Most of the Albanian population returned following the end of the war. After that much of the town was rebuilt. Many Albanians viewed the Roma population as participants in war crimes and collaborators in acts of state repression. The Romani neighbourhood of Gjakova (Brekoc) was targeted and parts of it burnt down in mid-1999, about 600 Roma were moved to a refugee camp outside the town and as a result of political violence fifteen were reported killed or missing by August 1999. Fifteen Gjakova Romani were reported killed or missing in political violence as of August 1999.[36] The majority of the Serbian population, numbering 3,000, fled Gjakova in June 1999 with only five Serbs remaining, living under guard by KFOR troops at a local Serbian Orthodox Church.[37] In 2004, the last five remaining Serbs were expelled from Gjakova with the local Serbian Orthodox Church being destroyed by ethnic Albanians during rioting as part of the March unrest in Kosovo.[38] About 15 Serbs had returned to Gjakova by the 2011 census.[39]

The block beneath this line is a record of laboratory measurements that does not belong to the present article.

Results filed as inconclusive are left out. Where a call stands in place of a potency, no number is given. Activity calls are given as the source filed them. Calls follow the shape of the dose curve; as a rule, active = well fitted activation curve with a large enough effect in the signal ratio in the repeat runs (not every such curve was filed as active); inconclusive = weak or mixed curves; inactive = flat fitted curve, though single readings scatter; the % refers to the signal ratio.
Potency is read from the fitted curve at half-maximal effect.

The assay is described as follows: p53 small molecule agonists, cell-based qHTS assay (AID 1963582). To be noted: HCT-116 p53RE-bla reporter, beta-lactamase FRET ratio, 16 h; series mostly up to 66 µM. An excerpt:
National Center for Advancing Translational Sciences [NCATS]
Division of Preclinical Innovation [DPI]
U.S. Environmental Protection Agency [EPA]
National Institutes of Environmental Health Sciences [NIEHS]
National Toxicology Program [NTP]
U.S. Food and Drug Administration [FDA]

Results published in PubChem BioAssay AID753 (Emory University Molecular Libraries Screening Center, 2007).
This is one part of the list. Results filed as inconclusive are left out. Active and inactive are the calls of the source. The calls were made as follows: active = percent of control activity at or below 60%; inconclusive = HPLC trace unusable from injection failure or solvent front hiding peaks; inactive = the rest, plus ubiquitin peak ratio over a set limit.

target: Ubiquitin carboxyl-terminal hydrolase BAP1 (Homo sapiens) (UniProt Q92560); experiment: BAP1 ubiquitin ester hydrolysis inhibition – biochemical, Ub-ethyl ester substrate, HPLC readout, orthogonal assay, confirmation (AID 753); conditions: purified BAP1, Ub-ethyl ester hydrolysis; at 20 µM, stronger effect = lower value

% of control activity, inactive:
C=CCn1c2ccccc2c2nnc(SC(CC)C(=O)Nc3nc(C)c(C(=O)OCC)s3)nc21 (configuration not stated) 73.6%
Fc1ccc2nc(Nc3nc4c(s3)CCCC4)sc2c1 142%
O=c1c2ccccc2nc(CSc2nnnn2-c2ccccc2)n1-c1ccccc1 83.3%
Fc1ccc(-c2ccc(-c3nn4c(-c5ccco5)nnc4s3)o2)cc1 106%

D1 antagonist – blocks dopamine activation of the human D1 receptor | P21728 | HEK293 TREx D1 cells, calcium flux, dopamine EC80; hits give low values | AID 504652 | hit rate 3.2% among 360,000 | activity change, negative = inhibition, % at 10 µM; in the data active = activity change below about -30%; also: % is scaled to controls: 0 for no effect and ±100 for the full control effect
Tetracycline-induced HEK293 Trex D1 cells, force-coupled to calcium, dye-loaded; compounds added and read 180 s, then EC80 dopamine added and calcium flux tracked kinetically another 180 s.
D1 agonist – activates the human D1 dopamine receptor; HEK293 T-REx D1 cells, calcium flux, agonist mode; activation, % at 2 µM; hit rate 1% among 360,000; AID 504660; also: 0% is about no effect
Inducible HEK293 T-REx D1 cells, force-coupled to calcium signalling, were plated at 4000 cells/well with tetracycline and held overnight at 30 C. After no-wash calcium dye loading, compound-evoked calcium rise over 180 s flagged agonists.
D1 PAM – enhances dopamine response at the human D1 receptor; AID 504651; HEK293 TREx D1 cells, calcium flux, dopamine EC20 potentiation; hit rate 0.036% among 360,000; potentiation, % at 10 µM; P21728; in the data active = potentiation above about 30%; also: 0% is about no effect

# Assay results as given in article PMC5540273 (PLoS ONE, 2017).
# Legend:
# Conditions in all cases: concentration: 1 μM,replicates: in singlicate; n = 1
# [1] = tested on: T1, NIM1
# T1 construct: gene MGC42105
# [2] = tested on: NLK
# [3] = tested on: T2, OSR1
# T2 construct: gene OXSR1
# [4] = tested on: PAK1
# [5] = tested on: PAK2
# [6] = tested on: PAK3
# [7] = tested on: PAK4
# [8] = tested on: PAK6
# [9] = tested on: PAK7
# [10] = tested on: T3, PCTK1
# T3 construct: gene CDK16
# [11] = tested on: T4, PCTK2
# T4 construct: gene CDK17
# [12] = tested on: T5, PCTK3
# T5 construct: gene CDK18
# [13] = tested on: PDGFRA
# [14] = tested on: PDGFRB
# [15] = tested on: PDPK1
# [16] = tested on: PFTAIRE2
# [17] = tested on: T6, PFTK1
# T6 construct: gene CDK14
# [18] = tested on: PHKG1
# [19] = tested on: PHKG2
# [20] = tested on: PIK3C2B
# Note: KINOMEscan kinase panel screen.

Gjakova is located in the south-western part of Kosovo. To the north-east of the city, the west Kosovan plain of Metohija opens, while in the south-west the peak of Accursed Mountains rises. The city is also situated at the entrance to the Erenik Valley, where the river Krena flows from the north to the Erenik mountain stream. After a few kilometers, it flows into the White Drin, the longest river in Kosovo. To the west of Gjakova lie the Gjakova Highlands, and to the north-east of the city is the Dushkaja region.


Gjakova has a Humid subtropical climate (Cfa) as of the Köppen climate classification with an average annual temperature of 11.5 °C (52.7 °F).[40] The warmest month in Gjakova is August with an average temperature of 22.5 °C (72.5 °F), while the coldest month is January with an average temperature of 0.7 °C (33.3 °F).[40]


Municipal historical population
YearPop.±% p.a.
Source: Division of Kosovo
Kosovar children studying at Primary School Emin Duraku, Gjakova.